Energy efficiency expertise boosted as 83 African professionals trained

The United Nations Economic Commission for Africa (ECA) in collaboration with the Ghana Institute of Management and Public Administration (GIMPA) has trained 83 national experts on energy modeling tools to build efficient energy systems as Africa accelerates its transition to low-carbon and climate-resilient development.

Co-convened by the ECA and the Climate Compatible Growth (CCG), the Energy Modelling Platform for Africa (EMP-A) is a capacity-building initiative designed to create optimised investments for the energy transition in Africa and to meet its growing demand for low-carbon development.

Research Officer: Energy Transition & Climate Finance in the Climate Change, Food Security and Natural Resources Division of ECA, Mekalia Paulos, stated that the EMP-A was held as African countries find themselves at a critical juncture, where global decarbonisation efforts are gaining pace, demanding a holistic, system-wide shift towards low carbon development pathways.

“As Africa strives to meet the considerable energy requirements of its rising population, attain the SDGs as well as realise its industrialisation ambitions enshrined in Agenda 2063, the urgent need for strategic long-term energy planning cannot be more essential,” said Mekalia.

“Harnessing open-source modelling tools, the EMP-A can support African governments analyze policies and challenges specific to their respective countries in such a way as to ensure their energy resources meet national imperatives towards sustainability and climate-resilient growth. This is crucial as local ownership and sustainability of the process is essential for continuity and real developmental impact.”

The CCG programme is funded by the UK’s Foreign, Commonwealth and Development Office (FCDO) to support investment in sustainable energy and transport systems to meet development priorities in the Global South.

The training brought together the energy planning and modeling community in Africa to share experiences, models, and data in climate, land, energy, and water systems.

The training culminated in a high-level meeting on May 31, where in collaboration with the World Resources Institute (WRI) Africa, Sustainable Energy for All (SEforALL), the African Union Commission, and the African Energy Commission (AFREC), ECA organised a panel session on the Africa Energy Dialogues.

The dialogues aim to stimulate open, evidence-based discourse across the African continent among public and private sector stakeholders, research institutions, civil society, and development partners on issues related to the design and implementation of African countries’ energy pathways.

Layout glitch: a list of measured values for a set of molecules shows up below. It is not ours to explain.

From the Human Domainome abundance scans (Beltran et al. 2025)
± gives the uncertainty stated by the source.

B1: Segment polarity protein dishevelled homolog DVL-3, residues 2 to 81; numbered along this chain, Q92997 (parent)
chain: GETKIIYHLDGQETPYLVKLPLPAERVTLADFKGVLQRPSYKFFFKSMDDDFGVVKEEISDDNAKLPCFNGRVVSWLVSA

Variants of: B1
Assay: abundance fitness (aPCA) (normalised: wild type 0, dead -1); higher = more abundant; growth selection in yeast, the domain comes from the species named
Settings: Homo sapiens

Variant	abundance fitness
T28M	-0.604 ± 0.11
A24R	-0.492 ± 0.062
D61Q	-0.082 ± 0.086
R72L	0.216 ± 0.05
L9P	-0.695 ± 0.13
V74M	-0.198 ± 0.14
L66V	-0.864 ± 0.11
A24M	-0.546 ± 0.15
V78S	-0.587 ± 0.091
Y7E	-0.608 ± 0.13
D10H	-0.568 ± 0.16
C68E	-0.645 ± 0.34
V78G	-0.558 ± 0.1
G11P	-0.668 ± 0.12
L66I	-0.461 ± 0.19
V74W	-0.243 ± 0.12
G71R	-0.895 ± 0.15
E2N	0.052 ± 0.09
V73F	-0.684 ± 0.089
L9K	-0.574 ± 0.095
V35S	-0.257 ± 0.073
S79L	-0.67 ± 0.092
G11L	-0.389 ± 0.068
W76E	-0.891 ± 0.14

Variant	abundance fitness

Titled “Data-Driven Policymaking in Africa’s Energy Transitions”, and moderated by Mekalia Paulos of the ECA, the panel brought together experts from Ghana, Kenya, Mozambique and South Africa to delve deeper into the challenges and opportunities the energy transition presents as well as share perspectives on how data and the modelling tools provided by the EMP-A can inform their respective transition plans.

There was consensus on the urgent need for African voices to converge in the development of nuanced energy transition and crucially, the urgent need for strengthened international cooperation, increasing concessional finance and de-risking facilities which will be pivotal for amplifying private investment in the continent. Notably, mobilising domestic sources of capital and local currency funding will be vital.

For her part, Alison Hughes, a researcher from the University of Cape Town, said, “The training sessions placed firm deliverables on the various teams, and it was an opportunity to interrogate and present model results.”

Improving energy access in Africa in the context of SDG7 goals requires game-changing policies and investment. The goal should be pursued within the context of a transitioning energy system that leverages the continent’s immense clean energy potential while phasing-out carbon-intensive technologies and resources.

The EMP-A continues to gain interest and momentum, growing year on year in participant numbers.  The first EMP-A training took place in 2018 in Addis Ababa.

The 2024 iteration is the fifth, during which national experts were trained on an expanded set of 8 tracks, namely OsEMosys, OnSET, CLEWs, FinPlan, ETP, MAED, Microgrids and Energy Access Explorer.

The course attracted participants from Cameroon, the Democratic Republic of Congo, Ethiopia, Ghana, Kenya, Malawi, Mauritius, Mozambique, Nigeria, Rwanda, Senegal, Sierra Leone, South Africa, South Sudan, Tanzania, Uganda and Zambia.

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